Turkish man alleges torture after 5 days in police custody

On Jan. 20, Gökhan Güneş was forced into a car in Istanbul’s Başakşehir district by persons claiming to be policemen, who never showed any badges or otherwise identified themselves. Güneş disappeared, and wasn’t heard from for several days.

His family had appealed to the police on the night of Güneş’s disappearance, to no avail. CCTV footage emerged the next day, showing several men surrounding Güneş as he stepped out of a bus to get to the construction site he worked at.

According to Mezopotamya Agency, a car was already waiting at the bus stop Güneş used to get to work.

The Güneş family’s lawyers petitioned the Istanbul police’s anti-terror unit headquarters for Güneş’s whereabouts, but were told that the man wasn’t in custody there. The police told the family that there were no outstanding warrants on Güneş either. A gendarmerie intelligence officer called his extended family in the northern province of Tokat to ask whether he had visited.

The pro-Kurdish Peoples’ Democratic Party (HDP), left-wing Socialist Party of the Oppressed (ESP), political parties Güneş was affiliated with, held a press conference on the second day of Güneş’s disappearance to call for security forces to either release Güneş if he was in custody, or start a search for him if he was missing, Mezopotamya reported.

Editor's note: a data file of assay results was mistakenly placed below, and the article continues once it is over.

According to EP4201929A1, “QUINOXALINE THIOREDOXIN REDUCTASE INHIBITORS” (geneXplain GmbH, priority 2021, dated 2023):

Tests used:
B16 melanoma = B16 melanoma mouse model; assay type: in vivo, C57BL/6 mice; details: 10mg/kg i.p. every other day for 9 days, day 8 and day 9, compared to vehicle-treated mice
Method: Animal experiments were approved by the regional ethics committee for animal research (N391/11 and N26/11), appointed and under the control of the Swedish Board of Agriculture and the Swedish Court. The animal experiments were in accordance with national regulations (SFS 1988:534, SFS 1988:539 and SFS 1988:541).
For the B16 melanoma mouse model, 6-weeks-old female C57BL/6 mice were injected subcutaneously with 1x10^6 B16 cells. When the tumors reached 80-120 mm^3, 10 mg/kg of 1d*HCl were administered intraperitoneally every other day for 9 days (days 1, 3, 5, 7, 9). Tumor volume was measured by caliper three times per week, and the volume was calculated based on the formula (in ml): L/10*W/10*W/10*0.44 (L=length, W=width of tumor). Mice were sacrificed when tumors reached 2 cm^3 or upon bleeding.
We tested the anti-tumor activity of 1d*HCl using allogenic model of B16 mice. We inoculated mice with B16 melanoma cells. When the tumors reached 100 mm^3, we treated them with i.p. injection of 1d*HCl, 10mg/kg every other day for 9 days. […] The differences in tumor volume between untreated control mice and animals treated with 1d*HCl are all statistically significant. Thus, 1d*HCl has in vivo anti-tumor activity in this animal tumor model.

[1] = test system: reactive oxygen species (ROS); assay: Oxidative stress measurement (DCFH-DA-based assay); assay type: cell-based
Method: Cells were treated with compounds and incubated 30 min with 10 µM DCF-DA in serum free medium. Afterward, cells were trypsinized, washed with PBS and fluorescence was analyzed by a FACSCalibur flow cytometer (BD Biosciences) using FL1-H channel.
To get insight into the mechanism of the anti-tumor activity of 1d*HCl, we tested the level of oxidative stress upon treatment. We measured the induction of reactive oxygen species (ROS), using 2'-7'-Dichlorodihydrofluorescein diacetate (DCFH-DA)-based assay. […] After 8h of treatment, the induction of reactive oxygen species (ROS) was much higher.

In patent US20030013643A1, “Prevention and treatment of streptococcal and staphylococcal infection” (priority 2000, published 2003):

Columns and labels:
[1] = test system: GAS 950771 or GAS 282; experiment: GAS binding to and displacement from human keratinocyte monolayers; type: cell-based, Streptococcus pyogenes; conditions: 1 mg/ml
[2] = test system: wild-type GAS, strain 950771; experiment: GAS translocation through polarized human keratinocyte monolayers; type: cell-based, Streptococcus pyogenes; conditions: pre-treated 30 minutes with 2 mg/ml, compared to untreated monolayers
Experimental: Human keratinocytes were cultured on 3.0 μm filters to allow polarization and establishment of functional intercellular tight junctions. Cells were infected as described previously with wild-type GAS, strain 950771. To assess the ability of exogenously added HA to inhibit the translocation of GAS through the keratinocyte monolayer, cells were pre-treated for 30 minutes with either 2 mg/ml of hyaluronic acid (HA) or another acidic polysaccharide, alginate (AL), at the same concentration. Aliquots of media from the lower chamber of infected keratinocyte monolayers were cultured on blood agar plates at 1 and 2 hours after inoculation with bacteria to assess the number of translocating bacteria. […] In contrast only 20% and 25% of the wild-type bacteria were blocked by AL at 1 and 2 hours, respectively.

İHD Istanbul Chairwoman Gülseren Yoleri said in the meeting that the disappearance was reminiscent of the 1990s, when upwards of 17,000 people disappeared in state custody or under suspicious circumstances. Policies of impunity have led to a rise in similar incidents, Yoleri said.

Sami and Gülsüm Elvan, parents of Berkin Elvan, the teenager killed by a gas canister shot by the police during the 2013 Gezi Park protests who are also the uncle and aunt of Güneş, said the Interior Ministry was responsible for the man’s disappearance.

Gülsüm Elvan said her brother had been detained before a previous hearing for the teenager’s death. “And now they took Gökhan. This is a conscious act that they have put on,” the grieving mother said.